It's a good thing Natasha Kirjanov remembered the Russian she thought she had forgotten.Kirjanov dances the role of Mina in Ballet Theater of Annapolis' "Dracula," a full-length story ballet that opens this weekend at Maryland Hall for the Creative Arts. The title role is danced by a former member of the Bolshoi Ballet, and he speaks only a little English.So Kirjanov is also translating for Dmitry Tuboltsev, who portrays the Transylvanian count.Though she says her Russian is nothing special, Kirjanov -- born in Massachusetts and the daughter of Russian emigres -- adds that translating is helping her regain fluency.
NEWS
By CLARA GERMANI | August 18, 1996
MOSCOW - On tryout day for the Bolshoi Ballet School, an assembly line of Soviet classical perfection, 9-year-old Irina Zebrova was rejected at first because she was 2 inches too tall.A thousand other little girls that day in 1976 quietly accepted similar fates for being too fat, too short, too stiff - never likely to be good enough for the five-tiered, gold-encrusted crown of Soviet culture, the Bolshoi Theater.But Zebrova did not go quietly. A burst of dramatic tears somehow won her a reprieve - an audition.
FEATURES
By Sonni Efron and Sonni Efron,LOS ANGELES TIMES | October 16, 1995
ST. PETERSBURG, Russia -- When the curtain rose earlier this month at the Kirov Ballet, the tawny glint of the stage lights on the gilded, ornate theater sent a shiver through an audience that had come hoping the legendary, 212-year-old company, now mired in scandal, could still dazzle.But before the first act of "Don Quixote" was over, the thrill had faded into fidgets.The first dancer on stage, lanky and athletic, flung her long limbs about; the lead danseur justified critics' claims that the Kirov's male contingent is uninspiring.
NEWS
April 5, 1995
Years after the collapse of communism, the Bolshoi Theater, one of its last glory symbols, has finally been freed from authoritarian clutches. Yet the firing of Yuri Grigorovich, the artistic director who ran the theater with an iron hand for three decades, may have been the easy part. Recreating the Bolshoi and returning it to artistic greatness is certain to be much harder in the chaotic conditions of Russia's newly found capitalism and runaway democratization.Just how good was the Bolshoi and its famous ballet in its glory days?
FEATURES
By Kathy Lally and Kathy Lally,Moscow Bureau of The Sun | April 1, 1995
Moscow -- The Kremlin's Italianate walls are only 500 yards from the Grecian columns of the Bolshoi Theater, a proximity that has invited dictator and democrat alike to regard the great hall as if it were his own personal stage.So Russians have found it only natural that President Boris N. Yeltsin has handed out the choice roles himself. Last month he installed Vladimir Vasilyev, a much-admired dancer, as the Bolshoi's artistic director.Mr. Vasilyev, it seems, has only one enemy. That was Yuri Grigorovich, the choreographer who ruled the Bolshoi for 30 years.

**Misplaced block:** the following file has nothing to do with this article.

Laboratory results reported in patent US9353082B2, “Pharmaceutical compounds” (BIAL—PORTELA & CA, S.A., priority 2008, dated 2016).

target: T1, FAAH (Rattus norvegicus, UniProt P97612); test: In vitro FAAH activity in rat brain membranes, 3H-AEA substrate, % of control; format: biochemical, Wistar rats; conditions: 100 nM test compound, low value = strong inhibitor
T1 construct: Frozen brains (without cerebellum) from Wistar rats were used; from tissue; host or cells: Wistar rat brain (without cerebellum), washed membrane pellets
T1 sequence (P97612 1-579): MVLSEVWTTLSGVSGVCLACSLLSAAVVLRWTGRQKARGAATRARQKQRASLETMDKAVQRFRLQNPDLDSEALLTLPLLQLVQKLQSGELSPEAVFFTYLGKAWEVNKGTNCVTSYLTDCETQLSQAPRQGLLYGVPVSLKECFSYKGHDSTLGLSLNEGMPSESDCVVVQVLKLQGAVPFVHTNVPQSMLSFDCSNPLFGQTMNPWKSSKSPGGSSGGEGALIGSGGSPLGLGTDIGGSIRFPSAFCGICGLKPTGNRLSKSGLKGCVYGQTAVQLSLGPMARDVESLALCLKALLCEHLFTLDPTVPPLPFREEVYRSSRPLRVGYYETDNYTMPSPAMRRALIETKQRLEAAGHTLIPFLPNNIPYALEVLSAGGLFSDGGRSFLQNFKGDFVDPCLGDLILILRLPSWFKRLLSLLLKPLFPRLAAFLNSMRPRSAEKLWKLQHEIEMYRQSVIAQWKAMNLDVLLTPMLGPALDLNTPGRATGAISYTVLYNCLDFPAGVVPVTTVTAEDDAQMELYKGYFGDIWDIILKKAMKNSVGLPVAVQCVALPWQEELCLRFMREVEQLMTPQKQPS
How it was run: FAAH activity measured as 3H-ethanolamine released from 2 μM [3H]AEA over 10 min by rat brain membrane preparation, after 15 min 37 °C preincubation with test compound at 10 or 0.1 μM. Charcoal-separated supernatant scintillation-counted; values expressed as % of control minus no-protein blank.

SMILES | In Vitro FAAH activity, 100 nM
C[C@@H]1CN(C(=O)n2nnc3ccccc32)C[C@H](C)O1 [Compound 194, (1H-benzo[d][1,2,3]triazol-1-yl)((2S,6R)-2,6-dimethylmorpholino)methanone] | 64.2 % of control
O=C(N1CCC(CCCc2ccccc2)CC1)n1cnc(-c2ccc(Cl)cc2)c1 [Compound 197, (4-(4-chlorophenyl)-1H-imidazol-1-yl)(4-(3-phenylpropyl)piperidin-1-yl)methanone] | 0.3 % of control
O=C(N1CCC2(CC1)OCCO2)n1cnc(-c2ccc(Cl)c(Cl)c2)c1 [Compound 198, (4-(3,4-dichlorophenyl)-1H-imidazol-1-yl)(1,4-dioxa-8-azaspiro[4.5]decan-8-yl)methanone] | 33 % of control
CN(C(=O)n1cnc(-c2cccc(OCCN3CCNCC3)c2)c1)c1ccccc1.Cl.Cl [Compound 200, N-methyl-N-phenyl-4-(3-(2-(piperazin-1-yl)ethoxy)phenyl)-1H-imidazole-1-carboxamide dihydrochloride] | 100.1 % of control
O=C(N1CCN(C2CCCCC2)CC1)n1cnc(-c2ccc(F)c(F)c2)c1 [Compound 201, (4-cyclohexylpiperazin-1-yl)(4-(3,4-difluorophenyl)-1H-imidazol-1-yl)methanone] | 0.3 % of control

NEWS
By Kathy Lally and Kathy Lally,Moscow Bureau of The Sun Sun staff writer Joan Jacobson contributed to this article | March 25, 1995
MOSCOW -- Nearly all of the 2,000 red velvet seats at the Bolshoi Theater were filled yesterday, and the gilt lights were glittering as Vladimir Vasilyev took the stage for the most dramatic role of his career.This time Mr. Vasilyev, once the brightest of the Soviet ballet stars, wore a smartly cut tattersall suit instead of dancing tights. But as he stood before the closed curtain and empty orchestra pit he promised a leap more spectacular than any he had made in "The Nutcracker" or "Don Quixote."
NEWS
By Phil Greenfield and Phil Greenfield,Contributing Writer | November 12, 1993
"Why on earth didn't I know that one could write a violoncello concerto like this?" exclaimed Johannes Brahms after his first perusal of Antonin Dvorak's Cello Concerto. "If I had only known, I would have written one long ago!"Brahms was excited for good reason. Introduced in London in 1896, the great Dvorak B-minor quickly became the sine qua non of the cello repertoire.Imbued with lyricism and exuberance, it is, above all, a work that sings.In the hands of a master cellist, a performance of the Dvorak is one of music's great events.
FEATURES
By Anna Kisselgoff and Anna Kisselgoff,New York Times News Service | July 12, 1992
The big sleeper of the Kirov Ballet season was the revival of Leonid Lavrovsky's "Romeo and Juliet," created in 1940.Common wisdom had it that Lavrovsky's remarkable fusion of mime and dancing would look old-fashioned, that this Socialist Realist epic with decadent aristocrats pitted against "the people" could no longer be taken seriously.Surprisingly, this once-controversial treatment of Prokofiev's score (seen in New York with the Bolshoi in 1959) was a superb revelation all over again.
FEATURES
By Michael Specter and Michael Specter,New York Times News Service | August 30, 1994
For what appears to be the first time in the long, famously divisive history of Russian ballet, a jury presented an award for bravery last week: to young Yekaterina Kovmir of the Maryinsky Dance Theater in St. Petersburg. Miss Kovmir received the prize for defying her autocratic bosses and entering the First International Maya Dance Competition.Nobody who knows the histrionic and increasingly intrigue-ridden world of Russian classical dance, which above all means the world of the Bolshoi Ballet and its iron-fisted artistic director, Yuri Grigorovich, doubted that Miss Kovmir earned her award.
NEWS
By Phil Greenfield and Phil Greenfield,Contributing Writer | November 12, 1993
"Why on earth didn't I know that one could write a violoncello concerto like this?" exclaimed Johannes Brahms after his first perusal of Antonin Dvorak's Cello Concerto. "If I had only known, I would have written one long ago!"Brahms was excited for good reason. Introduced in London in 1896, the great Dvorak B-minor quickly became the sine qua non of the cello repertoire.Imbued with lyricism and exuberance, it is, above all, a work that sings.In the hands of a master cellist, a performance of the Dvorak is one of music's great events.